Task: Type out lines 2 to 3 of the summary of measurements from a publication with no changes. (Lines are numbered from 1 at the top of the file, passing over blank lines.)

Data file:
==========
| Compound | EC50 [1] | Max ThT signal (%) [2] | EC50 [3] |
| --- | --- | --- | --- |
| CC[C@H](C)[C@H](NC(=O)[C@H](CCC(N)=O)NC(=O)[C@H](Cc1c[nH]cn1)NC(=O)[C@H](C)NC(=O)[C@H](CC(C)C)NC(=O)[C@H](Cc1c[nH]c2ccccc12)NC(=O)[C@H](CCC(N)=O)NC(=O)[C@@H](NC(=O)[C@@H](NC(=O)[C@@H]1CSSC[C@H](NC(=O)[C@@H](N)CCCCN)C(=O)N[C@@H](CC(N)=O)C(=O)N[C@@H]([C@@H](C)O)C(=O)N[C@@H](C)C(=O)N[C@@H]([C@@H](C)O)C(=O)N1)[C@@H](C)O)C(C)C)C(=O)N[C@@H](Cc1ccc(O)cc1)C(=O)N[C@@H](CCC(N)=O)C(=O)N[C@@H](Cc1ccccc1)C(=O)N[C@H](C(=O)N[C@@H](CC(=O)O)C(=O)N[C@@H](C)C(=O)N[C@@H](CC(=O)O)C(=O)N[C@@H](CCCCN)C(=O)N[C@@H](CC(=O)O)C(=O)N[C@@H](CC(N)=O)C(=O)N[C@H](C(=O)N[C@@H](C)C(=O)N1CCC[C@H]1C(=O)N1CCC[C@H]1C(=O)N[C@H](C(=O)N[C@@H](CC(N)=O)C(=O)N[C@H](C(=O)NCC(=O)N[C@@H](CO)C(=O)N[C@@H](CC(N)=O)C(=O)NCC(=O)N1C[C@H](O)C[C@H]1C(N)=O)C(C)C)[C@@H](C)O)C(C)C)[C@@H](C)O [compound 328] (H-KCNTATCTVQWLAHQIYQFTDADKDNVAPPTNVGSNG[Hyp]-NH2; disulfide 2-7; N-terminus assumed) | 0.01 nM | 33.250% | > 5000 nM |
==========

| --- | --- | --- | --- |
| CC[C@H](C)[C@H](NC(=O)[C@H](CCC(N)=O)NC(=O)[C@H](Cc1c[nH]cn1)NC(=O)[C@H](C)NC(=O)[C@H](CC(C)C)NC(=O)[C@H](Cc1c[nH]c2ccccc12)NC(=O)[C@H](CCC(N)=O)NC(=O)[C@@H](NC(=O)[C@@H](NC(=O)[C@@H]1CSSC[C@H](NC(=O)[C@@H](N)CCCCN)C(=O)N[C@@H](CC(N)=O)C(=O)N[C@@H]([C@@H](C)O)C(=O)N[C@@H](C)C(=O)N[C@@H]([C@@H](C)O)C(=O)N1)[C@@H](C)O)C(C)C)C(=O)N[C@@H](Cc1ccc(O)cc1)C(=O)N[C@@H](CCC(N)=O)C(=O)N[C@@H](Cc1ccccc1)C(=O)N[C@H](C(=O)N[C@@H](CC(=O)O)C(=O)N[C@@H](C)C(=O)N[C@@H](CC(=O)O)C(=O)N[C@@H](CCCCN)C(=O)N[C@@H](CC(=O)O)C(=O)N[C@@H](CC(N)=O)C(=O)N[C@H](C(=O)N[C@@H](C)C(=O)N1CCC[C@H]1C(=O)N1CCC[C@H]1C(=O)N[C@H](C(=O)N[C@@H](CC(N)=O)C(=O)N[C@H](C(=O)NCC(=O)N[C@@H](CO)C(=O)N[C@@H](CC(N)=O)C(=O)NCC(=O)N1C[C@H](O)C[C@H]1C(N)=O)C(C)C)[C@@H](C)O)C(C)C)[C@@H](C)O [compound 328] (H-KCNTATCTVQWLAHQIYQFTDADKDNVAPPTNVGSNG[Hyp]-NH2; disulfide 2-7; N-terminus assumed) | 0.01 nM | 33.250% | > 5000 nM |